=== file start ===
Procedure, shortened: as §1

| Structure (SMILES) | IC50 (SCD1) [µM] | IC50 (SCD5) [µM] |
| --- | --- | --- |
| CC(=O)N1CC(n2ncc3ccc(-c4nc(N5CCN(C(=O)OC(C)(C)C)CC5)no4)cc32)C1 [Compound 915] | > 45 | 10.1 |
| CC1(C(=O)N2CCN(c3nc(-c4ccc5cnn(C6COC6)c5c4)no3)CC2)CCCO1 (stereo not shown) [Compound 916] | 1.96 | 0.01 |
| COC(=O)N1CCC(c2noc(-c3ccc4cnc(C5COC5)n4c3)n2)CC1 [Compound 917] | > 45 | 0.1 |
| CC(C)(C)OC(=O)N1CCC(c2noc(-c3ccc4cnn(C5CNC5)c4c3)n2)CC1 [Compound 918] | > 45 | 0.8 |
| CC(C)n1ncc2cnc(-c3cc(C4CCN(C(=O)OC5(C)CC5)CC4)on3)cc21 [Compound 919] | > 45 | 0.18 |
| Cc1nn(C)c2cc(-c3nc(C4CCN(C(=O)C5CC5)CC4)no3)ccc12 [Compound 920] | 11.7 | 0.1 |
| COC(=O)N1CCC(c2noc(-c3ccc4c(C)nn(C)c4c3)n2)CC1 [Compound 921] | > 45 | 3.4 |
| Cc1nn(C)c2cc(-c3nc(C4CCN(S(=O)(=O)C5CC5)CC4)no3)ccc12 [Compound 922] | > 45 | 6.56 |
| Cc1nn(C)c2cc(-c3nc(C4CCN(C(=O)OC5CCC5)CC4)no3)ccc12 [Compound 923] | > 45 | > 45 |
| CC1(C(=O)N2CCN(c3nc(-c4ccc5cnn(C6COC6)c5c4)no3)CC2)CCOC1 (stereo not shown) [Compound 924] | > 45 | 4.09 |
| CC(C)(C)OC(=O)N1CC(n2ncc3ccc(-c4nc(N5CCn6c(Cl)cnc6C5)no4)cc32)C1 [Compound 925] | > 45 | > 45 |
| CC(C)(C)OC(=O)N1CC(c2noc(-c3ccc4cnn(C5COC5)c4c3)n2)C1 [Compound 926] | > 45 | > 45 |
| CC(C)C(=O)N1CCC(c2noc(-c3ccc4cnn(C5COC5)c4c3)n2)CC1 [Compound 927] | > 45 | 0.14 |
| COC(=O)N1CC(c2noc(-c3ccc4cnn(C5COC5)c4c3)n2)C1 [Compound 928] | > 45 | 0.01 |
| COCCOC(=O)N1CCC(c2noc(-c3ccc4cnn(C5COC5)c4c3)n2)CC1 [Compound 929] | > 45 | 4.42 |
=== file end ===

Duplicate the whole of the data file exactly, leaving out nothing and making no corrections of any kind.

Procedure, shortened: as §1

| Structure (SMILES) | IC50 (SCD1) [µM] | IC50 (SCD5) [µM] |
| --- | --- | --- |
| CC(=O)N1CC(n2ncc3ccc(-c4nc(N5CCN(C(=O)OC(C)(C)C)CC5)no4)cc32)C1 [Compound 915] | > 45 | 10.1 |
| CC1(C(=O)N2CCN(c3nc(-c4ccc5cnn(C6COC6)c5c4)no3)CC2)CCCO1 (stereo not shown) [Compound 916] | 1.96 | 0.01 |
| COC(=O)N1CCC(c2noc(-c3ccc4cnc(C5COC5)n4c3)n2)CC1 [Compound 917] | > 45 | 0.1 |
| CC(C)(C)OC(=O)N1CCC(c2noc(-c3ccc4cnn(C5CNC5)c4c3)n2)CC1 [Compound 918] | > 45 | 0.8 |
| CC(C)n1ncc2cnc(-c3cc(C4CCN(C(=O)OC5(C)CC5)CC4)on3)cc21 [Compound 919] | > 45 | 0.18 |
| Cc1nn(C)c2cc(-c3nc(C4CCN(C(=O)C5CC5)CC4)no3)ccc12 [Compound 920] | 11.7 | 0.1 |
| COC(=O)N1CCC(c2noc(-c3ccc4c(C)nn(C)c4c3)n2)CC1 [Compound 921] | > 45 | 3.4 |
| Cc1nn(C)c2cc(-c3nc(C4CCN(S(=O)(=O)C5CC5)CC4)no3)ccc12 [Compound 922] | > 45 | 6.56 |
| Cc1nn(C)c2cc(-c3nc(C4CCN(C(=O)OC5CCC5)CC4)no3)ccc12 [Compound 923] | > 45 | > 45 |
| CC1(C(=O)N2CCN(c3nc(-c4ccc5cnn(C6COC6)c5c4)no3)CC2)CCOC1 (stereo not shown) [Compound 924] | > 45 | 4.09 |
| CC(C)(C)OC(=O)N1CC(n2ncc3ccc(-c4nc(N5CCn6c(Cl)cnc6C5)no4)cc32)C1 [Compound 925] | > 45 | > 45 |
| CC(C)(C)OC(=O)N1CC(c2noc(-c3ccc4cnn(C5COC5)c4c3)n2)C1 [Compound 926] | > 45 | > 45 |
| CC(C)C(=O)N1CCC(c2noc(-c3ccc4cnn(C5COC5)c4c3)n2)CC1 [Compound 927] | > 45 | 0.14 |
| COC(=O)N1CC(c2noc(-c3ccc4cnn(C5COC5)c4c3)n2)C1 [Compound 928] | > 45 | 0.01 |
| COCCOC(=O)N1CCC(c2noc(-c3ccc4cnn(C5COC5)c4c3)n2)CC1 [Compound 929] | > 45 | 4.42 |